1.3. Classification of protein phosphatases

Protein phosphatases can be classified into four major groups based on catalytic signature motifs and substrate preferences: phosphoprotein phosphatases (PPPs), metallo-dependent protein phosphatases (PPMs), aspartate-based phosphatases with a DxDxT/V motif (the members of these three groups are Ser/Thr specific phosphatases) and the distinct group of protein tyrosine phosphatases (PTPs) (Fig. 2A and B and Tables 1 and 2) [12].

Fig. 2
Classification of serine/threonine specific (A) and protein tyrosine phosphatases (B). Protein phosphatases were classified on the basis of sequence similarity. The shades of boxes denote protein phosphatases belonging the same subfamilies, the phosphatase ...

2. Serine/threonine specific phosphatases (STPs)

In eukaryotes the majority of proteins (96–99%) are phosphorylated on Ser and Thr residues. STPs are responsible for the majority of dephosphorylation events of these residues in the cell and classified into three major families based on sequence homology, metal ion dependence, sensitivity for various inhibitors and catalysis based mechanisms [13]. The three families of the STPs are: (i) PPPs, (ii) PPM/PP2C families and (iii) DxDx(S/T) phosphatases (Fig. 2A and Table 2). The genes encoding the PPPs and PPMs show very low homology to each other, despite a very similar 3D structure surrounding the catalytic centre, and form evolutionary distinct unrelated groups of the Ser/Thr specific phosphatases [14]. Also, in contrast to members of PPM family, which do not have regulatory subunits, the enzyme activity, substrate specificity, subcellular localization of PPPs are regulated by various regulatory subunits [15,16].

For both PPP and PPM, metal ions play an important role in catalysis through the activation of a water molecule for the dephosphorylation reaction. The PPP family is subdivided into type1 (PP1), type2a (PP2A) and the closely related PP4 and PP6, type PP2B (or PP3), PP5 and PP7 subgroups (Fig. 2A) [15]. The members of the PPM family are Mn2+/Mg2+ dependent enzymes, such as PP2C and pyruvate dehydrogenase phosphatase. The enzymes belonging the PPP and PPM family dephosphorylate the majority of phospho-serine and phospho-threonine residues.

The third, most recently classified group of STPs contains the aspartate-based phosphatases represented by FCP/SCP (TFIIF-associating component of RNA polymerase II C-terminal domain CTD phosphatase/small CTD phosphatase), and haloacid dehalogenases (HAD) with phosphatase activity [17,18].

In contrast, to the PPP and PPM groups, FCPs/SCPs use an aspartate-based (DxDxT/V) catalytic core to dephosphorylate phospho Ser/Thr. The conserved structural core of FCP/SCP is the FCP homology (FCPH) domain. In addition to this in FCPs, a BRCT (BRCA1 C-terminal domain like) domain is present C-terminal to the FCPH domain, which is absent from SCPs [17,19].

2.1. STP inhibitors

Through decades of phosphatase research an array of specific STP inhibitors have been identified first to classify, then to investigate the physiological role of STPs [20].

In mammalian cells, the cell permeable okadaic acid (OA) is a potent PP2A inhibitor (the 50% inhibitory concentration, IC50: 2 nM), whereas higher concentrations are necessary to inhibit PP1 (IC50: 60–200 nM) or PP2B (IC50: 10 mM) and PP2C is unaffected by this inhibitor. In contrast, calyculin A inhibits both PP1 and PP2A, but not PP2B or PP2C, with high potency (IC50: 0.5–1 nM). Tautomycin is a potent inhibitor of PP1 (IC50: 1 nM) and 10 times higher concentrations are necessary to inhibit PP2A (IC50: 10 nM), whereas PP2B is weakly inhibited and PP2C is unaffected by this compound [21].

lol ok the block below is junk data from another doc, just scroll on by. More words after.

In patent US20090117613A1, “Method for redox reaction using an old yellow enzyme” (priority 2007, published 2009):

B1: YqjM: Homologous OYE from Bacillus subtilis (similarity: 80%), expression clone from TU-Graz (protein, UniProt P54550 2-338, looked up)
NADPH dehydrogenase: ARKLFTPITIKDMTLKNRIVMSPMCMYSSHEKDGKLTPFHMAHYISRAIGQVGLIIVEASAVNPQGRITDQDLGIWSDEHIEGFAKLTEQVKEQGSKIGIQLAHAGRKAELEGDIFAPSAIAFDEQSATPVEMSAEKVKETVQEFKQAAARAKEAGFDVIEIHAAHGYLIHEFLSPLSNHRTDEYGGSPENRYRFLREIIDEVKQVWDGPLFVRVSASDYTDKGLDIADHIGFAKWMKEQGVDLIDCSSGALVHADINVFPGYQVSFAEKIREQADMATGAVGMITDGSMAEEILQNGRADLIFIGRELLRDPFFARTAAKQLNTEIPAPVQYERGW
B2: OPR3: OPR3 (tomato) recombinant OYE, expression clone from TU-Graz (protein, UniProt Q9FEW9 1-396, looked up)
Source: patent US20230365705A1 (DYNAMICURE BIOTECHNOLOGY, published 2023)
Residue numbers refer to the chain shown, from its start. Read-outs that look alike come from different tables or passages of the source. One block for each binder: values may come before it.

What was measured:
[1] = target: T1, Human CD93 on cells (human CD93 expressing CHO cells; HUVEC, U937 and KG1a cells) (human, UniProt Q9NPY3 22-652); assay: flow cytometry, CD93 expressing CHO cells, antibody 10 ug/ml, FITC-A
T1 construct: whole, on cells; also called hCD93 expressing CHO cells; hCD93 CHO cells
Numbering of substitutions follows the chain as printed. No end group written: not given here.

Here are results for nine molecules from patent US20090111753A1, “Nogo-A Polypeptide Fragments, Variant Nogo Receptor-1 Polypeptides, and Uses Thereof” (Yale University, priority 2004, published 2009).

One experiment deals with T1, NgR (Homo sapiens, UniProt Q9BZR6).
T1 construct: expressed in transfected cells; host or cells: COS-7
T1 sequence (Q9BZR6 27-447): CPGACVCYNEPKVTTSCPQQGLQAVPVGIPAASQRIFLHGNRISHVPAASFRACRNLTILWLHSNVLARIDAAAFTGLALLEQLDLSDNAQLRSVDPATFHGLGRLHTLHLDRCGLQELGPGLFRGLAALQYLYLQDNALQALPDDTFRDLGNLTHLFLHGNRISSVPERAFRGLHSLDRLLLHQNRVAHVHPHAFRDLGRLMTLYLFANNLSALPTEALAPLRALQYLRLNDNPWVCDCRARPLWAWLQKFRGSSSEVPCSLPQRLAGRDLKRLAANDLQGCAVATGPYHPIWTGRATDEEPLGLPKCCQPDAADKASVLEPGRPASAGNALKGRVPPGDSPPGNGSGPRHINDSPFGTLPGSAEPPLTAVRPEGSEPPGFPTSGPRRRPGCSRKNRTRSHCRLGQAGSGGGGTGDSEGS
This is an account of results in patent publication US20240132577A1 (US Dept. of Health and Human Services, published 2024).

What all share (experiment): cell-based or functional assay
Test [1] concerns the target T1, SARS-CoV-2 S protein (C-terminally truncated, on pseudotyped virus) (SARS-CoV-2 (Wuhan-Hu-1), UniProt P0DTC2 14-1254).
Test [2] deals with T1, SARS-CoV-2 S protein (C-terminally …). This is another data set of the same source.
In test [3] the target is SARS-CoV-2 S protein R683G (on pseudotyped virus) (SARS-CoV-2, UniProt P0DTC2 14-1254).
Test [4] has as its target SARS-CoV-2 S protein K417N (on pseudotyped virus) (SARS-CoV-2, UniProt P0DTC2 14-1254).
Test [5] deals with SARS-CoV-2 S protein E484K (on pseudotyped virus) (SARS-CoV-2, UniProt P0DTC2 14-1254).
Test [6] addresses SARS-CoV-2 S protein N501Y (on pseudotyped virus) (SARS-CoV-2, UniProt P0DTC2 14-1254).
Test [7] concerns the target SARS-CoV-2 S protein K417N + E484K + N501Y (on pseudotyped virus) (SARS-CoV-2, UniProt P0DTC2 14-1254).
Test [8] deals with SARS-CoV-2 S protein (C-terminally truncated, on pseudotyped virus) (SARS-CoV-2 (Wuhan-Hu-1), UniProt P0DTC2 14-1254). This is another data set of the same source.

2.2. Trypanosomatid STPs

2.2.1. PP1

Although protein phosphatase activity was detected in T. brucei more than a quarter of a century ago [22] still little is known about the physiological role of protein phosphatases in kinetoplastids. The reason for this may be the complicated life cycles of the different kinetoplastids (Fig. 1 adapted from Ref. [1]), and the difficulties in culturing and genetic manipulation of the various lifeforms. In addition, the TriTryp phosphatome [8] identified a relatively high number of STPs (54/56/58 in T. brucei/T. cruzi/L. major respectively (Supplementary Table 1), compared to 39 in human (Table 1)), showing high similarity and very likely sharing overlapping roles, further complicating functional analysis of these enzymes.

Analysis of TriTryp genomes identified 8/7/8 (T. brucei/T. cruzi/L. major) PP1s of which 4 in T. brucei, 3 in T. cruzi and 5 in L. major were found in tandem gene arrays (highlighted in bold in Supplementary Table 1a). The reason for this unique allocation of phosphatase genes has not been investigated, but it may have evolved to regulate the differential expression of the different isoforms.

In the early nineties Erondu et al. cloned and characterized two PP1s (named PP1A (Tb927.8.7390) and B (Tb927.4.5030)) and one PP4 (Tb11.01.8740) (named PP2A) of T. brucei [23] (Table 3) and found a remarkable similarity to their mammalian counterparts, despite the early divergence of kinetoplastids from the main branch of eukaryotes [24]. Interestingly the PP1 genes were co-transcribed with the gene encoding the RNA polymerase II (RNAPII) largest subunit [25] and the authors suggested that the RNAPII could be a substrate for the PP1 in this parasite. Although in multicellular organisms RNAPII dephosphorylation is mediated by PP1 in vitro, and probably in vivo, too [26] (in addition to the activity of FCP1), to date there is no evidence that kinetoplastid PP1 is capable of the in vivo dephosphorylation of RNAPII.

Table 3
Protein phosphatases characterized in T. brucei, T. cruzi and L. major.